The protocol could be simplified by removing the XEMBED_MODALITY_ON and XEMBED_MODALITY_OFF messages in favor of requiring the embedder to map an input-only window over it's child when it beings shadowed by a modal grab.
One possible reason for the current protocol is that a toolkit might want to have elements such as scrollbars that remain active even when grab shadowed. (I know of no toolkit that actually implements this.)
The function of the timestamp arguments needs to be clarified, as well as the requirements for what should be passed in the field. The original draft of the specification contained the text about the determining the timestamp.
The x time is to be updated whenever the toolkit receives an event from the server that carries a timestamp. XEmbed client messages qualify for that.
Hint to implementors: Check that the xembed time stamp is actually later than your current x time. While this cannot happen with ordinary XEvents, delayed client messages may have this effect. Be prepared that evil implementations may even pass CurrentTime sometimes.
But I [OWT] wouldn't agree with this advice. The point of a timestamp is to make sure that when events are processed out of order, the event generated last by the user wins for shared resources such as input focus, selections, and grabs. An example of where this can matter is if you have
Toplevel Window Embedder Client Text Entry 1 Embedder Client Text Entry 2
If the entries are set to select the text on focus in, and the user hits TAB in quick succession, then the timestamps on the FOCUS_IN events are what makes sure that Entry 2 actually ends up owning the PRIMARY selection, instead of it being a race between the two clients. But in situations like this having the correct timestamp only matters if a user action triggers the behavior.
Hence the advice that the timestamp should be the time from the event currently being processed.
If no explicit user action is involved, then the best thing to do is to use CurrentTime; using the timestamp from the last X event received can cause problems if the ultimate trigger of the behavior is a timeout or network and the last X event happened some time in the distant past.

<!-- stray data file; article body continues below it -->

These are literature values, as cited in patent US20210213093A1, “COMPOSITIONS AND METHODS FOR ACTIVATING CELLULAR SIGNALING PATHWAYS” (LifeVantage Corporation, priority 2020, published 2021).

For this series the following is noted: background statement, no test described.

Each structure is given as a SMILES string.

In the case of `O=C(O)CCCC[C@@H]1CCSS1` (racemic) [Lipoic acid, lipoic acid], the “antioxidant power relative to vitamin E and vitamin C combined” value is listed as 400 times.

The current specification for accelerator handling is a little complex. Most of the complexity (the accelerator IDs) comes from the need to handle conflicting accelerators. GTK+ currently implements a simpler scheme where grabs are identified only by key symbol and modifier and conflicting mnemonic resolution doesn't work across embedder/client interfaces.
There is the potential for infinite loops of focusing - Consider the case:
Toplevel Window Embedder Client
Where there are no focusable sites in the client or in the toplevel window. Then if Tab is pressed, the embedder will send: FOCUS_IN/FOCUS_FIRST to the client, the client will send FOCUS_NEXT to the embedder, the toplevel window will wrap the focus around and send FOCUS_IN/FOCUS_FIRST to the client...
The minimum mechanism that seems necessary to prevent this loop is a serial number in the FOCUS_IN/FOCUS_FIRST message that is repeated in a resulting FOCUS_NEXT message.
A possibly better way of handling this could be to make FOCUS_IN have an explicit response; that, is, add a XEMBED_FOCUS_IN_RESPONSE that the client must send to the embedder after receipt of a FOCUS_IN message.
Table 6. XEMBED_FOCUS_IN_RESPONSE
|detail||1 if the client accepted the focus, 0 otherwise|
|data1||serial number from XEMBED_FOCUS_IN|
The main problem with requiring a response here is that caller needs to wait for the return event, and to handle cases like parent (client 1) => child (client 2) => grandchild (client 1), it probably needs to process all sorts of incoming events at this point. If the user hits TabTab in quick succession things could get very complicated.
The protocol, as currently constituted, is not robust against the embedder crashing. This will result in the embedder window being destroyed by the X server, and, as a consequence client's window being unexpectedly destroyed, which will likely cause the client to die with a BadWindow error.